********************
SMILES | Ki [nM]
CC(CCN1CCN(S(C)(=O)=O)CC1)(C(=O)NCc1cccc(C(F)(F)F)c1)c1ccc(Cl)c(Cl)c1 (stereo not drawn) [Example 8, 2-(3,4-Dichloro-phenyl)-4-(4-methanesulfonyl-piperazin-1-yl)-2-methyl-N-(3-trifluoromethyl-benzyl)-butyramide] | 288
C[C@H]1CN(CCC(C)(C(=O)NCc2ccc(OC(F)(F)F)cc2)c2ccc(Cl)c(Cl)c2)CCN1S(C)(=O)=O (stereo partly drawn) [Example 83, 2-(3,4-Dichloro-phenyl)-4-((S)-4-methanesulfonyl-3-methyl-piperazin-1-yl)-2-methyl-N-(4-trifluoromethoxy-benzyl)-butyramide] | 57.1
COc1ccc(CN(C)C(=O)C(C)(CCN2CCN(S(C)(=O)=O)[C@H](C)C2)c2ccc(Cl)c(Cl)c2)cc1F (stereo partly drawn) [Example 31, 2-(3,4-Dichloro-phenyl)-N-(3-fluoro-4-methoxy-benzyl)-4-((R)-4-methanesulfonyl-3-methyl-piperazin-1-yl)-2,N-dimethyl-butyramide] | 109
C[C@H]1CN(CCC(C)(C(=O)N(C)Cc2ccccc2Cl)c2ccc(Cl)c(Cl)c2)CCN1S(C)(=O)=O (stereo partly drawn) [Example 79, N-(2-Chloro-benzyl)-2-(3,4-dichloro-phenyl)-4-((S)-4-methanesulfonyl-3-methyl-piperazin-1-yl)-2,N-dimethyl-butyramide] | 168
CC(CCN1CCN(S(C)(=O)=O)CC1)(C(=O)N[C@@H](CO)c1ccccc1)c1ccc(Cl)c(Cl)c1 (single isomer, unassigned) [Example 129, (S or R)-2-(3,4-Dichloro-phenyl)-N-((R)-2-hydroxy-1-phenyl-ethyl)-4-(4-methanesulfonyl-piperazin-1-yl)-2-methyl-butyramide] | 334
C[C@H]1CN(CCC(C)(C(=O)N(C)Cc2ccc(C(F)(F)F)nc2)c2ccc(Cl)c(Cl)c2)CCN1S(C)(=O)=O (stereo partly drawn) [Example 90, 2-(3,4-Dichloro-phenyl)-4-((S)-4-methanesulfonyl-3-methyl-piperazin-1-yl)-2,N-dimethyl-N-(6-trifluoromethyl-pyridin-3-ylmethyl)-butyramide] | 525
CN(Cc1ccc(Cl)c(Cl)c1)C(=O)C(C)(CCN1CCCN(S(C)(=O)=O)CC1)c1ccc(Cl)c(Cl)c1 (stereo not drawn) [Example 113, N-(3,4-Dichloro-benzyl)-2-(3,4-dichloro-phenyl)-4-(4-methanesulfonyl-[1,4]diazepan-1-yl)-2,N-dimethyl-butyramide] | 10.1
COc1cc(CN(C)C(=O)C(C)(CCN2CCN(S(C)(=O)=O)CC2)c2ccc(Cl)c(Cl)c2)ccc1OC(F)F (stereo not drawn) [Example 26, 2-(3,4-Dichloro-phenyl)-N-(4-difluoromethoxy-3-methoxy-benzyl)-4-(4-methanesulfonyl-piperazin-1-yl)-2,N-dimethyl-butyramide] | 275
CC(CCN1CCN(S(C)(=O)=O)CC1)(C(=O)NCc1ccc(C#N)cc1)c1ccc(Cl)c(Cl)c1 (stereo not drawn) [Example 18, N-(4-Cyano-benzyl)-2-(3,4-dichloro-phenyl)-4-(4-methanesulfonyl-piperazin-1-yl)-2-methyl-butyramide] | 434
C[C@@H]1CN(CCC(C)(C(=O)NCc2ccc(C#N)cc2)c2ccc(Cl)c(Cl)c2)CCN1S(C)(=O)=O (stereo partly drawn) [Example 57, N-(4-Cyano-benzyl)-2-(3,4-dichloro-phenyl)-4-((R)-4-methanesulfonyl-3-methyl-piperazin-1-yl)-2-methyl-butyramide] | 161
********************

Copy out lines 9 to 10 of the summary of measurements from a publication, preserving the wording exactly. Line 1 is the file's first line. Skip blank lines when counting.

COc1cc(CN(C)C(=O)C(C)(CCN2CCN(S(C)(=O)=O)CC2)c2ccc(Cl)c(Cl)c2)ccc1OC(F)F (stereo not drawn) [Example 26, 2-(3,4-Dichloro-phenyl)-N-(4-difluoromethoxy-3-methoxy-benzyl)-4-(4-methanesulfonyl-piperazin-1-yl)-2,N-dimethyl-butyramide] | 275
CC(CCN1CCN(S(C)(=O)=O)CC1)(C(=O)NCc1ccc(C#N)cc1)c1ccc(Cl)c(Cl)c1 (stereo not drawn) [Example 18, N-(4-Cyano-benzyl)-2-(3,4-dichloro-phenyl)-4-(4-methanesulfonyl-piperazin-1-yl)-2-methyl-butyramide] | 434